Submitted: 05 May 2014
Revision: 29 Jun 2014
Accepted: 29 Jun 2014
ePublished: 30 Aug 2014
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Avicenna J Clin Microbiol Infect. 2014;1(2): 19949.
doi: 10.17795/ajcmi-19949
  Abstract View: 368
  PDF Download: 238

Research Article

Hepatitis B Vaccination Coverage and Sharp Injuries Among Healthcare Workers in Hamadan, Iran

Seyyed Hamid Hashemi 1, Mojgan Mamani 1 * , Saadat Torabian 2

1 Brucella Research Centre, Department of Infectious Diseases, Hamadan University of Medical Sciences, Hamadan, IR Iran
2 Department of Social Medicines, Hamadan University of Medical Sciences, Hamadan, IR Iran
Corresponding author: Mojgan Mamani, Brucella Research Centre, Department of Infectious Diseases, Farshchian Hospital, Hamadan University of Medical Sciences, Hamadan, IR Iran. Tel: +98-8118274192, Fax: +98-8118276010 mamanimojgan@yahoo.com


Background: Hepatitis B virus (HBV) is one of the most common pathogens associated with needle stick and sharp injuries (NSSIs) among healthcare workers.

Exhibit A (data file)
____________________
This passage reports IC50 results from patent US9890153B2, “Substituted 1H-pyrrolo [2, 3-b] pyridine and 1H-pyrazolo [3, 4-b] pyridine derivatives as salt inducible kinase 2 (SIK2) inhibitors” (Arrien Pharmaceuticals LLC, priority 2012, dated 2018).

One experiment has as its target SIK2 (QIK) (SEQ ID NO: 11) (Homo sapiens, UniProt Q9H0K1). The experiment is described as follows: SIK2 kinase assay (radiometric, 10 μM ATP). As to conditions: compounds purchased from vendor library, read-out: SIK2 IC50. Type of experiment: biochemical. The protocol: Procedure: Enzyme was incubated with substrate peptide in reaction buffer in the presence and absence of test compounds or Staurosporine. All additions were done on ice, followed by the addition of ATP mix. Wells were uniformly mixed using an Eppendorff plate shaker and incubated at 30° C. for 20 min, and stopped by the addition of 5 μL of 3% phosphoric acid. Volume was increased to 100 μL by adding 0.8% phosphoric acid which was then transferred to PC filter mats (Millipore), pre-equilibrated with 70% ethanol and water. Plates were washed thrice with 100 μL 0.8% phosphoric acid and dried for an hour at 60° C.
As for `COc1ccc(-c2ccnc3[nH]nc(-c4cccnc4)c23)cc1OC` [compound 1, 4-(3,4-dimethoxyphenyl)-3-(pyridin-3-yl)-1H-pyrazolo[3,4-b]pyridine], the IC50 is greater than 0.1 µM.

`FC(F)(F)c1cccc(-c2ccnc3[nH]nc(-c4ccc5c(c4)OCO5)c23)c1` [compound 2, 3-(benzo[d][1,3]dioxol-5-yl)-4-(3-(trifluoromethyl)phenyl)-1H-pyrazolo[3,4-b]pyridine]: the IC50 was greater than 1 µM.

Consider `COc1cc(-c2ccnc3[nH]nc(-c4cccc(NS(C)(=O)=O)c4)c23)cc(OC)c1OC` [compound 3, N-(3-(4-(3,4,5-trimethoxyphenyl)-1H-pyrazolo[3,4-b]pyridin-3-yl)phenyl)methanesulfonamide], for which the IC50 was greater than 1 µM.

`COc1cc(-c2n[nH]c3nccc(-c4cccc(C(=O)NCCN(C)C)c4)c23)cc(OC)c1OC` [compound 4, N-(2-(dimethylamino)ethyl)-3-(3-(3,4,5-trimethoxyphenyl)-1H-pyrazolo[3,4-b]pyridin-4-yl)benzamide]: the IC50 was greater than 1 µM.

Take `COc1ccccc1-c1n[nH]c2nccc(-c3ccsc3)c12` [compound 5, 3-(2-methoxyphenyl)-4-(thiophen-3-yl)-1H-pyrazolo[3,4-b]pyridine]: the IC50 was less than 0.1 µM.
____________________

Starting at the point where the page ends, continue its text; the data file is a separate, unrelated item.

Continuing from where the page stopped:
Objective: The aim of this study was to evaluate HBV vaccination coverage and NSSIs among healthcare workers in Hamadan.

Materials and Methods: This cross-sectional study was performed on teaching hospitals personnel in 2010. A two-part questionnaire was designed for data collection. All participants completed the first part, which concerned demographic data, history of HBV vaccination, and hepatitis B surface antibody (HBsAb) testing. If a history of NSSI during the preceding year was noted, the second part was completed that consisted of data about characteristics of injury including time, place, and method as well as the measures taken after the injuries.

Results: Out of 700 healthcare workers, 585 had a complete course of HBV vaccination and only 45.7% had checked the titer of HBsAb. A total of 294 participants (42%) had positive results for HBsAb titer. The rate of accidental NSSI was 24.1% during the preceding year and 48.5% of NSSIs were during blood sampling or intravenous catheter insertion.

Conclusion: Hepatitis B vaccination of all nonimmune healthcare workers and measuring HBsAb after vaccination can reduce the risk of nosocomial transmission of HBV to medical staff. Furthermore, the risk of blood-borne disease transmission can be reduced by educating medical personnel on effective methods of reducing the risk of NSSIs as well as taking appropriate measures when NSSIs occur.

Keywords: Injuries, Needle stick, Health Personnel, Infection Control, Hepatitis B Vaccines
Copyright © 2014, Hamadan University of Medical Sciences; Published by Safnek. This is an open-access article distributed under the terms of the Creative Commons Attribution License, which permits unrestricted use, distribution, and reproduction in any medium, provided the original work is properly cited.
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